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Microsoft Office for iPad coming soon?
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psmith2.0
Mr. Farmiga
 
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2012-02-21, 10:09

Interesting story.

I assume it would be a big deal to many (businesses and education/students).

The story says there are no plans to do the same for Android. Microsoft opting to throw in with the side where the real action, money and growth is, I guess?

Assuming it works well, this could spur many sales. In fact, the timing is interesting...I can see someone from Microsoft appearing onstage at the iPad 3 event to unveil/demo this. And a section of the iPad 3 part of Apple's site touting this.

I would assume Microsoft built it at Retina Display settings, and that the crisp sharp text and PowerPoint and Excel elements would make for a nice demo to highlight the new iPad display.

A welcome change from the usual "sword and dragons" and nausea-inducing race gaming demos.
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addabox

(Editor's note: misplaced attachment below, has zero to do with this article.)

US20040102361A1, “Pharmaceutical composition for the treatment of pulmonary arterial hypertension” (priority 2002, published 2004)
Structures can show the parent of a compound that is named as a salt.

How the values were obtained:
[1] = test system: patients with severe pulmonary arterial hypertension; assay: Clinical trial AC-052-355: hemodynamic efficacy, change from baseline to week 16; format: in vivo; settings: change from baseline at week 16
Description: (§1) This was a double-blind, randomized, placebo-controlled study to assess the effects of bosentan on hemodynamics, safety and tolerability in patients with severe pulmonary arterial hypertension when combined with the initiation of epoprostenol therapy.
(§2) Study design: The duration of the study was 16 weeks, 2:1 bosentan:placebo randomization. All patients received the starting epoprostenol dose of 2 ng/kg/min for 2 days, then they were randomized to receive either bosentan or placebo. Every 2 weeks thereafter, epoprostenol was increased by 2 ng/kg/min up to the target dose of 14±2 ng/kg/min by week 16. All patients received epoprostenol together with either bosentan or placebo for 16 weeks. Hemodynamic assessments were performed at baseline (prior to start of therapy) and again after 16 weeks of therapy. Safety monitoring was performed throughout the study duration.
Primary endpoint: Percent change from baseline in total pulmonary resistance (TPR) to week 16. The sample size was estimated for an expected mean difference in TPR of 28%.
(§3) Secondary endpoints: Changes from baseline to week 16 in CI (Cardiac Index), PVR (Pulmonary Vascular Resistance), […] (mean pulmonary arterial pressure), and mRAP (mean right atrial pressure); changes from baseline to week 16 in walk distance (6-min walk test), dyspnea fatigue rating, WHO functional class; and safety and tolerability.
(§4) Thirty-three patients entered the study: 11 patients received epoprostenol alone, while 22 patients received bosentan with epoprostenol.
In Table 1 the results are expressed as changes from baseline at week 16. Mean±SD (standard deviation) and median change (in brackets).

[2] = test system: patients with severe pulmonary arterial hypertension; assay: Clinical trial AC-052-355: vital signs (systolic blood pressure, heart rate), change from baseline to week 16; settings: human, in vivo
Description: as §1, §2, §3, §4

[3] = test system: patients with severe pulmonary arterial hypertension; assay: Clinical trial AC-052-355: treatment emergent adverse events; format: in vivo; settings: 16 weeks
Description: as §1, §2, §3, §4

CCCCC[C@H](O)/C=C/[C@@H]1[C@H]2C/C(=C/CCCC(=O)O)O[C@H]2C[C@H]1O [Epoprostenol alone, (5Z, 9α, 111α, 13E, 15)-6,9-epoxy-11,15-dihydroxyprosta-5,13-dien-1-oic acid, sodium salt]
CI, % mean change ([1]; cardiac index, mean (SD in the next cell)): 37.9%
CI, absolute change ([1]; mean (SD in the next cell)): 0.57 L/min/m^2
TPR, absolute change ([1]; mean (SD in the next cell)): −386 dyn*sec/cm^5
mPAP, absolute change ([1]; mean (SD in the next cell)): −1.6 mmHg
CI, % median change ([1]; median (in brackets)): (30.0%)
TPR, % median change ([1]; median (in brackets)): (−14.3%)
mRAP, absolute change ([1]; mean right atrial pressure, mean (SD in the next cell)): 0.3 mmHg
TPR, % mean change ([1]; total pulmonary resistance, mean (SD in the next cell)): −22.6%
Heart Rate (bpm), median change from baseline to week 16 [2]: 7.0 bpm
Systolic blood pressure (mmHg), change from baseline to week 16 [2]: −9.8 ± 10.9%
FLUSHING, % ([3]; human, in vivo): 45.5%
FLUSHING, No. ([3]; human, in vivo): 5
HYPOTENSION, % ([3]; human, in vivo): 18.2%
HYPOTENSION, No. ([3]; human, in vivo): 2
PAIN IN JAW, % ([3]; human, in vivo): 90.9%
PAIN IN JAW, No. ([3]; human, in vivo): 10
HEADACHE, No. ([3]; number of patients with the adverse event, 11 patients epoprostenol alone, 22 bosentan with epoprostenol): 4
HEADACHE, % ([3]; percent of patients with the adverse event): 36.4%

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2012-02-21, 10:53

I wonder how functional MS would want to make an iPad Office, though?

It looks like pretty much the one and only selling point for Windows on ARM tablets is their ability to run Office. Everything else will be new Metro apps, with no backwards compatibility to older Windows desktop software. At one point there were high hopes for some kind of MS super tablet to rule them all-- able to seamlessly switch from finger to mouse mode while running full Windows "without compromise" across devices.

We now know that won't be happening, but at least you're going to get Office, which, for a lot of users, pretty much is Windows. But if I can get a well functioning Office on the iPad, even before WOA become available, it seems like Microsoft is relinquishing their one big competitive advantage in the arguably critical tablet space. Interesting.

Also interesting will be how they handle touch for Office. That's my big question for WOA Office as well-- apparently it won't be Metro per se, so I've been wondering if there will be this weird hybrid experience of fun and colorful Metro apps then suddenly you get dropped back into the bad old days of Windows tablets, where "touch enabled" doesn't mean much more than making targets a little bigger and swapping taps for mouse clicks. It's not easy, putting a lot of accumulated desktop functionality into an easy to use touch interface-- that's why Apple's iOS versions of iWork apps are less capable, so far. So if MS can make an Office with some reasonable percentage of desktop Office functionality and give it an iPad friendly interface, my hat's off to them.